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Guide to the Records of the Tontine Coffee-House
1738-1879 (bulk 1791-1871)
  MS 631

New-York Historical Society
170 Central Park West
New York, NY 10024
Phone: (212) 873-3400

@ 2011 New-York Historical Society

Collection processed by Gregory Tavormina

This finding aid was produced using the Archivists' Toolkit on November 04, 2011
Description is in English.

Historical Note

A tontine is a group investment that combines elements of a life annuity, life insurance, and a dead pool. The word "tontine" derives from the 17th century Neapolitan banker Lorenzo de Tonti, who is considered the inventor of the system.

In the version of the tontine as arranged under the Tontine Coffee-House, 203 shares (considered legally-transferable personal estate) were sold for $200 each to fund the establishment of a coffee house. Each shareholder selected a nominee of his choice, often young children. During the natural life of a particular shareholder's nominee, the shareholder was entitled to an equal division of profits derived from the coffee house. When that nominee died, the shareholder stopped receiving his dividends and was out of the tontine. His dividends were re-divided amongst the remaining shareholders. Therefore, as the number of nominees decreased, each remaining shareholder received more money. When the number of nominees was reduced to seven, the Tontine Coffee-House was to be dissolved and the remaining shareholders were to receive an equal division of the shares and assets derived from the property. Nominees did not receive payments of any kind and their only tie to the establishment was the use of their names. However, being chosen as a nominee was seen as an encouragement for long life.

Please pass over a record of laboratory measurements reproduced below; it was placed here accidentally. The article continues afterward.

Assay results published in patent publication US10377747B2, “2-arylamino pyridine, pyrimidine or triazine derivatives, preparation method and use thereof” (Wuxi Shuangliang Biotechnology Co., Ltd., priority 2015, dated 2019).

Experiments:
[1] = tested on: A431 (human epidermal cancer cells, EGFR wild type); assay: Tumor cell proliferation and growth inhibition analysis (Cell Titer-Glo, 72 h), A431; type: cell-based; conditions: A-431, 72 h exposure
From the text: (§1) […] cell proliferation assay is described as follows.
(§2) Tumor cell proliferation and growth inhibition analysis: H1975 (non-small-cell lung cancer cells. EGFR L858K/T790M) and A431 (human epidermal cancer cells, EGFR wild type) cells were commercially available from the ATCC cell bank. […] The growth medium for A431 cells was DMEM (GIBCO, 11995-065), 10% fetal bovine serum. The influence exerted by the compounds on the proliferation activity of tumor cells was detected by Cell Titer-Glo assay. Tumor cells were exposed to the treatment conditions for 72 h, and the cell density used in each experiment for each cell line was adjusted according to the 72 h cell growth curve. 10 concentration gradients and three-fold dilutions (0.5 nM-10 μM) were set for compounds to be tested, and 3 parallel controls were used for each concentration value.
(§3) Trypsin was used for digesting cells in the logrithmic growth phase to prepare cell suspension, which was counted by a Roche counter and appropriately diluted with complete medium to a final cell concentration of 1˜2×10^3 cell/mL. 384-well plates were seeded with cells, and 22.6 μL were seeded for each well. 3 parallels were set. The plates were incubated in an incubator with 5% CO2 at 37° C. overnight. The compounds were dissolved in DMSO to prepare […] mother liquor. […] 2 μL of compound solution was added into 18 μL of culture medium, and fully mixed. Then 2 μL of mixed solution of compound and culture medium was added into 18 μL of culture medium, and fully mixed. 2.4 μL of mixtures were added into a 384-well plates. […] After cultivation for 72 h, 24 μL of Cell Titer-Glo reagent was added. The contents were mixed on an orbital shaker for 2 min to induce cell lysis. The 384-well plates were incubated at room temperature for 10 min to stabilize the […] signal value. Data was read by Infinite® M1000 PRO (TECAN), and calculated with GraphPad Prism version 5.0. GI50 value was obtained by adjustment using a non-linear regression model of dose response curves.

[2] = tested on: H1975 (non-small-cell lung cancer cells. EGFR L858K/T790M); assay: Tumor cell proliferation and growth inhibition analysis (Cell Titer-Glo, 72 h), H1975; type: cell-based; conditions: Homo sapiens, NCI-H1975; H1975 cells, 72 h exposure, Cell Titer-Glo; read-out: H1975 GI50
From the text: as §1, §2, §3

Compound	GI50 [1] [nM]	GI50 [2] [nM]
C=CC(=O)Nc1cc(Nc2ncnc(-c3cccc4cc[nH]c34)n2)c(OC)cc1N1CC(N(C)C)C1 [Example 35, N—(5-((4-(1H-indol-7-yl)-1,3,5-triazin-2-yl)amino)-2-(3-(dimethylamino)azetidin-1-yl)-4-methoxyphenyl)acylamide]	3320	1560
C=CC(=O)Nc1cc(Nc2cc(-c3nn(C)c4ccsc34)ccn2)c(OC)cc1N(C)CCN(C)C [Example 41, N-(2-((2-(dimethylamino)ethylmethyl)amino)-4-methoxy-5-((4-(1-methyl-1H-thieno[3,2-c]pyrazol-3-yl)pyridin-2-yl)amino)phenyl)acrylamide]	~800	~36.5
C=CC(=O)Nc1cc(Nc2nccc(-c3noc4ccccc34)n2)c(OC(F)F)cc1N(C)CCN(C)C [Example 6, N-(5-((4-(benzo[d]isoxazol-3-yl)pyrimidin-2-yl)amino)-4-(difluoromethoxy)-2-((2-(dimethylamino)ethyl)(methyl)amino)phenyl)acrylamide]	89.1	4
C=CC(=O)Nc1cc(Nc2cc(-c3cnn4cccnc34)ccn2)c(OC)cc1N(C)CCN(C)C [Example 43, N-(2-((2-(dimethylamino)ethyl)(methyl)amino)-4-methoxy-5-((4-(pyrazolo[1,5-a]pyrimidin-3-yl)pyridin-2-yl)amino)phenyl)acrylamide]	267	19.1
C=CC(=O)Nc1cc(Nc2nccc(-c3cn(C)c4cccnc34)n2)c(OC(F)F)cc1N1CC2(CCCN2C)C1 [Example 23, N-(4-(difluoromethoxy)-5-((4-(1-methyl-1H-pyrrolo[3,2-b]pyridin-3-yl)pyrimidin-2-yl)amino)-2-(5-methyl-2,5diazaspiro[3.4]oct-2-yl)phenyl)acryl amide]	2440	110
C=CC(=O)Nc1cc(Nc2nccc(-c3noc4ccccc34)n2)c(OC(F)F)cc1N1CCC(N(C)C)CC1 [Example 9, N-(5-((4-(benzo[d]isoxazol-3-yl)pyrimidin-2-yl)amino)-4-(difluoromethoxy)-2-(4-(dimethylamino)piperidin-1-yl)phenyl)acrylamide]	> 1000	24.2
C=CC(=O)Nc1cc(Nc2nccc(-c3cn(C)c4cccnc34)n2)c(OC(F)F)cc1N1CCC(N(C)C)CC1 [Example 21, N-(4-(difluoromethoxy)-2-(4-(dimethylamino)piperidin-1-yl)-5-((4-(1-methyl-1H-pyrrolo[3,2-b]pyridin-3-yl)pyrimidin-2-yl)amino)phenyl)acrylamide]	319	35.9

Five trustees elected by the shareholders managed the affairs of the Tontine Coffee-House. When death reduced the number of trustees to less than three, five new trustees were elected.

New York merchants founded the Tontine Association in 1790 as a center for the merchant community. Until that time, there was no ideal place where merchants could congregate, and they would have to travel a significant distance for their daily coffee. Between 1792 and 1794, the Tontine Coffee-House was constructed on the northwest corner of Water Street and Wall Street. Initially the building operated as a coffeehouse, but the merchants quickly realized the building could generate greater profits for the tontine if leased out to more profitable businesses. By 1834 the Court of the Chancery legally made this a reality, and the Tontine Coffee-House would operate as a tavern, a hotel, and a newspaper publishing headquarters over the course of its existence. Nine years later, the coffeehouse changed its name to the Tontine Building. The Merchants' Exchange also operated in the building until 1825, when construction of the exchange on Wall Street was completed. The original building survived the Great Fire of 1835, but was demolished 20 years later to make way for a larger Tontine Building.

The Association dissolved after November 18, 1870 with the death of the 8th nominee. The remaining seven nominees were Maria Bayard, William Bayard, Robert Benson Jr., David Murray Hoffman, Gouverneur Kemble, Horatio Gates Stevens, and Mary Ray (widow of New York Governor John A. King). Frederic De Peyster, Chairman of the association and past president of the New-York Historical Society, stood to receive a significant portion of the tontine's assets as owner of one share depending on the life of David Murray Hoffman.